Øystein Lunde

In outer Vesterålen you can watch the aurora without freezing

Feel at home on the Outer Edge in Bø, Vesterålen, where you can enjoy a comfortable wait for the Northern Lights thanks to the mild coastal climate.

The Northern Lights is a shy phenomenon which seems to appear when we least expect it, and prospective viewers should be prepared for plenty of waiting under clear skies. The keenest Northern Lights enthusiasts often seek out drier areas inland in order to watch the rays. This often involves hours of waiting in intense cold. Vesterålen has a mild and moist winter climate with clouds often hiding the Northern Lights, yet temperatures are much more pleasant and it is possible to stay outdoors for longer. So maybe that evens up the score a little?

Ringstad is an idyllic place with little light pollution

In the idyllic hamlet of Ringstad is the compact holiday resort of the House at the Outer Edge, offering self-catering cabins and apartments. The Ringstad winter evenings are pitch black — only a few lights shine out from the hamlet cabins, helping the camera to focus.

Everything is prepared for aurora watching on Ringstad

The aurora borealis is a bit of a diva who demands that we wait for her, rather than the other way round, yet waiting is a pleasant experience in the restaurant at the House at the Outer Edge; there are hot drinks, warm coats, hats and mittens available and the camera tripod is already set up on the waterfront outside. This means we are ready for the evening’s light show, whenever it decides to turn up. There is also a shelter close to the House at the Outer Edge for those who want to be 100% certain that they have brought everything with them. The host at the House at the Outer Edge will also wake you in the night if the Northern Lights should appear.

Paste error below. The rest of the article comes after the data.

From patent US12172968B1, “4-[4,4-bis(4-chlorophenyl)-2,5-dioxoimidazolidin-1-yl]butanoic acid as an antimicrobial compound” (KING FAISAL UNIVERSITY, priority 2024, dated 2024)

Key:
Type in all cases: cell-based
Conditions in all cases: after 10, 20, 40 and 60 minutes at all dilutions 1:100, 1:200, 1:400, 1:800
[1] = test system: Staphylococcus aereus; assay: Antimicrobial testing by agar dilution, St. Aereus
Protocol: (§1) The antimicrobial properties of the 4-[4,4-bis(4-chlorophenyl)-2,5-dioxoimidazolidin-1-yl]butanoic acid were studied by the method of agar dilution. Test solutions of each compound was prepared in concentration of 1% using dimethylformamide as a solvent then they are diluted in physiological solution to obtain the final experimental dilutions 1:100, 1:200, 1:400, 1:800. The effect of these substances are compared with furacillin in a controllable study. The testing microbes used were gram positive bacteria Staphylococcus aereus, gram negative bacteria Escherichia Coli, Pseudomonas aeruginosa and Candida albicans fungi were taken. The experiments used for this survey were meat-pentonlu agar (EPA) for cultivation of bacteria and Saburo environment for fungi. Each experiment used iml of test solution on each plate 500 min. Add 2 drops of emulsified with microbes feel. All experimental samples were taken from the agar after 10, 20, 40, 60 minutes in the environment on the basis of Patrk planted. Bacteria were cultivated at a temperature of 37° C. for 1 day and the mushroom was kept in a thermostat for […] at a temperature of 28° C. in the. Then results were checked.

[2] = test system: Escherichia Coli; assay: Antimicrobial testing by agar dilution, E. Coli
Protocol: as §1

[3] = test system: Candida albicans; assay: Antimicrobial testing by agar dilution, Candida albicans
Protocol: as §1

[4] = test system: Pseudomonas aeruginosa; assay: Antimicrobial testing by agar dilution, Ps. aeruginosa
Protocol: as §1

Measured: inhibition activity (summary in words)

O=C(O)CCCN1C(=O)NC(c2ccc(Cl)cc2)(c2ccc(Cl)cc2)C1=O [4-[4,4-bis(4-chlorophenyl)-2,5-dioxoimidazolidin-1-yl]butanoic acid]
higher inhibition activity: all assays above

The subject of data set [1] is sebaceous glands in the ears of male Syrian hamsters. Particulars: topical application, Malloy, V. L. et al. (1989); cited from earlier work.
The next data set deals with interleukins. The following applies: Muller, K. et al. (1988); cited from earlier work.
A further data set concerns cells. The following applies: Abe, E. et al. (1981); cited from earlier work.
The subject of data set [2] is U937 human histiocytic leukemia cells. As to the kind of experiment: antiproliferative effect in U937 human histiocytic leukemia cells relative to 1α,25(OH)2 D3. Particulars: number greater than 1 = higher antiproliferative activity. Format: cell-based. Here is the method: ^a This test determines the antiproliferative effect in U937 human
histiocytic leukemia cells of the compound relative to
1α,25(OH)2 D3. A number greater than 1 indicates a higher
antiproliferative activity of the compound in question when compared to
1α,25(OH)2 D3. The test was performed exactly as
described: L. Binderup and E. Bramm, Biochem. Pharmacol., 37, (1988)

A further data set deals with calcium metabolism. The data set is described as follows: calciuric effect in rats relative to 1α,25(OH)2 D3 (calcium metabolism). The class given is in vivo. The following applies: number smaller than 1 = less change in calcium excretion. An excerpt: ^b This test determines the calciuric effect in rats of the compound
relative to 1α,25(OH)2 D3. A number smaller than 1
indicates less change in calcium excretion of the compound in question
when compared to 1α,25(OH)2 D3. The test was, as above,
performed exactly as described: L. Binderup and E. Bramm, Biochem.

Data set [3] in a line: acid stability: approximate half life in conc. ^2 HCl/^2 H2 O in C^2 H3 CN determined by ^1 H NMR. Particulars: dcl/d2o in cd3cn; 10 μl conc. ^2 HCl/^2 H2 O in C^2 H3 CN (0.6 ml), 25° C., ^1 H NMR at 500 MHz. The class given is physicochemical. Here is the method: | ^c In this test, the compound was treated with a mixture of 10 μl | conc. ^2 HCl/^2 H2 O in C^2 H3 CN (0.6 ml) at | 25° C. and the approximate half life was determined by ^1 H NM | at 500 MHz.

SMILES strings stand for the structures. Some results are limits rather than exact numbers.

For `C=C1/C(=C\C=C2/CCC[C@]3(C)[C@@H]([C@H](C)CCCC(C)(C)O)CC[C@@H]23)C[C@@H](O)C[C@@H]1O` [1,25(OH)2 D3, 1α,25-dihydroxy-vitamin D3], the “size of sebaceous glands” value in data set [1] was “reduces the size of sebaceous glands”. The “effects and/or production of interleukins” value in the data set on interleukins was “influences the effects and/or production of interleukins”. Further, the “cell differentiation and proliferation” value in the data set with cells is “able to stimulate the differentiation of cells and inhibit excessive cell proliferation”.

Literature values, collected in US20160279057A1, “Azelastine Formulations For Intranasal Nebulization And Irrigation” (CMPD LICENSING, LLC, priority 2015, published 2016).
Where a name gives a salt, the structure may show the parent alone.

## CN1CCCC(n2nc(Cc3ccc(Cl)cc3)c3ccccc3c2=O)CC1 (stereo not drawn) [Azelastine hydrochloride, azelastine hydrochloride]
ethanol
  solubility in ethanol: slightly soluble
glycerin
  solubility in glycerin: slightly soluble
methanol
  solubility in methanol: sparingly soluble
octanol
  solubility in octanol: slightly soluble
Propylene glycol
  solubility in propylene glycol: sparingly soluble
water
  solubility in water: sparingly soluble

Ian will help you to take the best photos of the Aurora

The host, Ian, is a keen photographer who takes unbelievable photographs of the Northern Lights every winter. He will gladly share his extensive knowledge with you and help you with your camera settings. The camera must be set to manual, the aperture must be set to maximum, the shutter speed must be set to thirty seconds… well, you get the picture, literally. There is a lot to remember. And if you want to get really good, Ian will gladly run a photo workshop during the day on request. These workshops will teach you the skills you need to take photographs in the dark whenever you wish.

The changing winter weather on the coast allows for many photo motifs

When the Northern Lights guests wake up a little later in the morning after their dance with the aurora the night before, they can enjoy the snow-covered version of Vesterålen. Over the snow on the terrace railings, they will see the north face of the Lofoten Wall, the mountains of Bø, Stokmarknes and in the far distance the 1262-metre (4140 feet) high Møysalen Mountain, all in their winter clothing. Doing anything other than simply admiring the awe-inspiring view is entirely optional.

Kayaking, eagle safaris and sightseeing are just some of the options available

Autumn and winter kayaking is both safe and fun in the calm inlet just off the House at the Outer Edge. Eagle safaris by boat are extremely enjoyable, enabling you to take photographs you never thought possible. On land, you can walk on snowshoes, go for long walks or join an elk safari in the woods on the leeward side of the house. The host will also take you to other parts of Vesterålen, such as the beautiful Nyksund, a whale safari at Andenes or the “blue city” of Sortland.